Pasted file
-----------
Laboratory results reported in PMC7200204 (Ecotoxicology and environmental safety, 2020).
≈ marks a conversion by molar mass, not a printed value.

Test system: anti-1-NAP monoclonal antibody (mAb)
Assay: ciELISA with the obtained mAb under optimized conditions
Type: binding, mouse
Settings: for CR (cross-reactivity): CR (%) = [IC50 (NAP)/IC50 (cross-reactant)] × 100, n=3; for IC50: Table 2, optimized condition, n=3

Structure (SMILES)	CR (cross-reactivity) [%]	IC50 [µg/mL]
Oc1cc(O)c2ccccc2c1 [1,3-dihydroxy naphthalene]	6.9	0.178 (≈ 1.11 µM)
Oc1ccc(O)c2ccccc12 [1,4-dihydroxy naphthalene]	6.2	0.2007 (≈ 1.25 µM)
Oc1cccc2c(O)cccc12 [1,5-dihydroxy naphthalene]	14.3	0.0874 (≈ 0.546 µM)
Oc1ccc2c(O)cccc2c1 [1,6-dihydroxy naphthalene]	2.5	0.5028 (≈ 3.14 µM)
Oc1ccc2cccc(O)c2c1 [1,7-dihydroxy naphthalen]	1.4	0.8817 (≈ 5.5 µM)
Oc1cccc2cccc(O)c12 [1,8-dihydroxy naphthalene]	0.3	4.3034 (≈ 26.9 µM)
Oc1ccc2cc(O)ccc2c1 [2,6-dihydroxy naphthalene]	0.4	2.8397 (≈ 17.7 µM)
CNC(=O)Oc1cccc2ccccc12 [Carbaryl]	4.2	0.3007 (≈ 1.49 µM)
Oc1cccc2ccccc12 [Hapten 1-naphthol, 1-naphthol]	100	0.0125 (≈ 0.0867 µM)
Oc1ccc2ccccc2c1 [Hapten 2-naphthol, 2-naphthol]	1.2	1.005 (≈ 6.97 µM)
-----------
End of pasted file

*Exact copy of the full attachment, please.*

Laboratory results reported in PMC7200204 (Ecotoxicology and environmental safety, 2020).
≈ marks a conversion by molar mass, not a printed value.

Test system: anti-1-NAP monoclonal antibody (mAb)
Assay: ciELISA with the obtained mAb under optimized conditions
Type: binding, mouse
Settings: for CR (cross-reactivity): CR (%) = [IC50 (NAP)/IC50 (cross-reactant)] × 100, n=3; for IC50: Table 2, optimized condition, n=3

Structure (SMILES)	CR (cross-reactivity) [%]	IC50 [µg/mL]
Oc1cc(O)c2ccccc2c1 [1,3-dihydroxy naphthalene]	6.9	0.178 (≈ 1.11 µM)
Oc1ccc(O)c2ccccc12 [1,4-dihydroxy naphthalene]	6.2	0.2007 (≈ 1.25 µM)
Oc1cccc2c(O)cccc12 [1,5-dihydroxy naphthalene]	14.3	0.0874 (≈ 0.546 µM)
Oc1ccc2c(O)cccc2c1 [1,6-dihydroxy naphthalene]	2.5	0.5028 (≈ 3.14 µM)
Oc1ccc2cccc(O)c2c1 [1,7-dihydroxy naphthalen]	1.4	0.8817 (≈ 5.5 µM)
Oc1cccc2cccc(O)c12 [1,8-dihydroxy naphthalene]	0.3	4.3034 (≈ 26.9 µM)
Oc1ccc2cc(O)ccc2c1 [2,6-dihydroxy naphthalene]	0.4	2.8397 (≈ 17.7 µM)
CNC(=O)Oc1cccc2ccccc12 [Carbaryl]	4.2	0.3007 (≈ 1.49 µM)
Oc1cccc2ccccc12 [Hapten 1-naphthol, 1-naphthol]	100	0.0125 (≈ 0.0867 µM)
Oc1ccc2ccccc2c1 [Hapten 2-naphthol, 2-naphthol]	1.2	1.005 (≈ 6.97 µM)